How Facebook ad-auctions work and how your bidding strategy should look

December 16, 2019
posted in
written by Peter Fischnaller & Lars Freund

How can game theory help us to understand the allocation mechanism in the competitive environment of advertising slots and is there an optimal strategy to place bids in Facebook ad auctions?

Without consciously perceiving it, we encounter auctions daily, when browsing through Google, Facebook, Instagram etc. With every website call, advertising slots are auctioneered in the background. There are no publicly available statistics on the number of ad auctions performed per day, but Facebook, for example, reports 1.56 billion active daily users1. Assuming that every user accesses different sites/profiles while visiting Facebook, and each page shows multiple advertising slots, the maths adds up to billions of auctions performed every day, and that’s just for Facebook. How can game theory help us to understand the allocation mechanism in the competitive environment of advertising slots and is there an optimal strategy to place bids in Facebook ad auctions?


Given advertisers (bidders) are selling different products or services, they must first define a target audience, i.e. choose characteristics their potential audience must have. Hence, a Facebook user (customer) can fall into multiple target audiences. Whenever a person within a certain target audience accesses the website, all relevant advertisers compete in the auction for advertising slots. To maximise its long run revenue, Facebook is not only interested in bidders’ willingness to pay for advertising slots, but also in non-monetary criteria, such as the probability of interaction of the customer and the user experience. Therefore, the winner of the auction is determined through a total value score. This total value score combines three major factors:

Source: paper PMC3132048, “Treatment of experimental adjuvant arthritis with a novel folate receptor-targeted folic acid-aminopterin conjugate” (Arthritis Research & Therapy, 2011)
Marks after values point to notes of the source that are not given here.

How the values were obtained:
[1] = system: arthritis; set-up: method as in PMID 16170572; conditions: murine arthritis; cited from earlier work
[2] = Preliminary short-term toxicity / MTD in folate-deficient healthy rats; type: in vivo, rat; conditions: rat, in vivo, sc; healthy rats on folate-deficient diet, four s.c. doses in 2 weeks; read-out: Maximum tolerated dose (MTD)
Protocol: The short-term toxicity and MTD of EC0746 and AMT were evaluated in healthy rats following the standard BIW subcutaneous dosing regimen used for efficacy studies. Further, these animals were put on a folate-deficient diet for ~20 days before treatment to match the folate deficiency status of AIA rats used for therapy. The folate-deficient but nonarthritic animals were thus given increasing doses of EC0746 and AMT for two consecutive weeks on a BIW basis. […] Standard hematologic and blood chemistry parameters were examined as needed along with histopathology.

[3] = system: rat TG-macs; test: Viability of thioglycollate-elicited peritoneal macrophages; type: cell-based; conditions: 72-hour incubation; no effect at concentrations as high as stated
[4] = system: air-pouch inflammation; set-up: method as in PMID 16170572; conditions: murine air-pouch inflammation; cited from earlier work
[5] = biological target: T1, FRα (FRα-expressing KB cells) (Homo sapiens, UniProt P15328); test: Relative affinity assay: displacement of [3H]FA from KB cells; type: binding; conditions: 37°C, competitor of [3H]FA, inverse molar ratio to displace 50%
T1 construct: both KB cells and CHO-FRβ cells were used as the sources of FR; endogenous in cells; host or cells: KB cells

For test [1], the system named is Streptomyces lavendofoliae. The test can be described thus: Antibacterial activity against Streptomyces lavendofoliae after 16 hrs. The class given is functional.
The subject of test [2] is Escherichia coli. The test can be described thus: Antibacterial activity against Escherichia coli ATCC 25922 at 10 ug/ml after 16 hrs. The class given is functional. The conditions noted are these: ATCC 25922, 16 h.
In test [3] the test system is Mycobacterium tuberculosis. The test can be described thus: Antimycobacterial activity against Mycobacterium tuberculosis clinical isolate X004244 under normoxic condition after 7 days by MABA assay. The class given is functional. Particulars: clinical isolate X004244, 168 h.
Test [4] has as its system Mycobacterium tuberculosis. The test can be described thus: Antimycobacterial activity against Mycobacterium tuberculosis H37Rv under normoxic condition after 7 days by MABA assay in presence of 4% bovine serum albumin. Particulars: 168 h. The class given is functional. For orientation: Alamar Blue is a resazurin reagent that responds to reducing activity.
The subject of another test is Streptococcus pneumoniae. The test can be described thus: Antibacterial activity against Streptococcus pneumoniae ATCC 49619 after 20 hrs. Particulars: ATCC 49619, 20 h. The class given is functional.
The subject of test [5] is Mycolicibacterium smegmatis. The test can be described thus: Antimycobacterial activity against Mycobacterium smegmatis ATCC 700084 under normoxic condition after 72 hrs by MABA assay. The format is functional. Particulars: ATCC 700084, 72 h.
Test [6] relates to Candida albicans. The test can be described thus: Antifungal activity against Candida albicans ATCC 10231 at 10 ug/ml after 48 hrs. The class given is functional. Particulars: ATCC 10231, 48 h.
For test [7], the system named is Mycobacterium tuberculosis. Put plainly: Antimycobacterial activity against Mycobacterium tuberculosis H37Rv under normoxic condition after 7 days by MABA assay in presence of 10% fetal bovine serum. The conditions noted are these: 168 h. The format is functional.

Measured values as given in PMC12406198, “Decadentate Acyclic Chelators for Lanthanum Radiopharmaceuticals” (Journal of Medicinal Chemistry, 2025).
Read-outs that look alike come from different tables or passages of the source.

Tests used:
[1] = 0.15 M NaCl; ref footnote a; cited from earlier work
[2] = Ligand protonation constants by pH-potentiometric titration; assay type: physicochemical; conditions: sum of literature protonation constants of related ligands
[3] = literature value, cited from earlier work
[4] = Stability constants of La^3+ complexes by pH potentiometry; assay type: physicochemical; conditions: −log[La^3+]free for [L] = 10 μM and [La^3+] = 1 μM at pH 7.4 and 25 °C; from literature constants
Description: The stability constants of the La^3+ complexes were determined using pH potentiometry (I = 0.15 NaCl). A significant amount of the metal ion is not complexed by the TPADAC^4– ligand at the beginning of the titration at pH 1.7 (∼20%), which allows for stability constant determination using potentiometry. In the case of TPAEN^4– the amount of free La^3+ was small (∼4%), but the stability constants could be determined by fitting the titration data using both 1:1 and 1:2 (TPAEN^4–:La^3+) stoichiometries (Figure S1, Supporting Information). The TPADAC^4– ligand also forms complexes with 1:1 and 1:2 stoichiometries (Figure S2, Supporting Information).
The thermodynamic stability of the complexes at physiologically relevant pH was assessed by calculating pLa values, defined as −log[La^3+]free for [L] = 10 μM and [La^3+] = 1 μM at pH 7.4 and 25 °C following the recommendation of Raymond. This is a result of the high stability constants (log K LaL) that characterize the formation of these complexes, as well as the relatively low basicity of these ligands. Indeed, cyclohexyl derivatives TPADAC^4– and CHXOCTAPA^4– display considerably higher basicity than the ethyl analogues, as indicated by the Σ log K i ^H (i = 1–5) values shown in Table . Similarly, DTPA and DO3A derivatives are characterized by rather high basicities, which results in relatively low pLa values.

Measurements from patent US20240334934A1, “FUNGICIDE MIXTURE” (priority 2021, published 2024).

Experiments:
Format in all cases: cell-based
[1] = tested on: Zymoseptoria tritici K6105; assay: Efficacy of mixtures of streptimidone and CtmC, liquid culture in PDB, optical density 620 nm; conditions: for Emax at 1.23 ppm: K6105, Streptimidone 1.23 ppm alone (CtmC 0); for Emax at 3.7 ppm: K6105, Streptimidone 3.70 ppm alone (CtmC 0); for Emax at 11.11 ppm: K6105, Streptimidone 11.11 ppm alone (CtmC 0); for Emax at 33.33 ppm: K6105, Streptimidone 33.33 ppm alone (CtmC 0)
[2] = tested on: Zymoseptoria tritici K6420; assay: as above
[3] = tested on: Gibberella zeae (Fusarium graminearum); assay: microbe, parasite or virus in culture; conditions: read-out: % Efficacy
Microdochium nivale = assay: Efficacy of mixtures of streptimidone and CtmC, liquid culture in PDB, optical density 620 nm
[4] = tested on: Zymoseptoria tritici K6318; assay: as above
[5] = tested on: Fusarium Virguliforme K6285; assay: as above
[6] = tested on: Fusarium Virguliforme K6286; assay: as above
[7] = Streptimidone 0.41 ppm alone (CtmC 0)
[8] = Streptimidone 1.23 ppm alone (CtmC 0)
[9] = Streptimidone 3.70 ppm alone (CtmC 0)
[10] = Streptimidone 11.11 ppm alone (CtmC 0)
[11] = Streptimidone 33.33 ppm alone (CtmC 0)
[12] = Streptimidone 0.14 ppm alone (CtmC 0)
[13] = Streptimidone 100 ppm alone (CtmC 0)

• Bid: The advertiser’s willingness to pay
  • Estimated Action Rate: Probability that customer interacts with displayed ad
  • Ad quality: Measurement for user experience

As more relevant ads are more likely to have higher interaction rates and come with better user experience, it could be that more relevant ads are shown to the customer for a lower price (advertiser’s bid) than less relevant ads with higher bids. An allocation mechanism/procedure that also considers non-monetary criteria to determine the winner is called ‘scoring auctions’.


Every ad placed on the social network is in competition with multiple other potential advertisements. Facebook must not only factor the value of one single ad, but also the opportunity costs of not showing a competing ad to the targeted audience.

Therefore, Facebook is using the Vickery-Clarke-Groves (VCG) auction. Facebook’s Chief Economist, John Hageman, explains the mechanism:

If you’re an advertiser and you’re getting a chance to show your ad, you’re going to take away the opportunity from someone else. The price [of the ad] can be determined based on how much value is being displaced from those other people. An advertiser will only win this placement if their ad really is the most relevant, if it really is the best ad to show to this person at this point in time.2

A VCG auction is a second-price sealed-bid auction format. Bidders only know their own bid and report their bid to the auctioneer. All bids are collected and the mechanism assigns the advertising slot in a socially optimal manner, according to the advertiser’s bids (or in Facebook’s case, according to their total value score).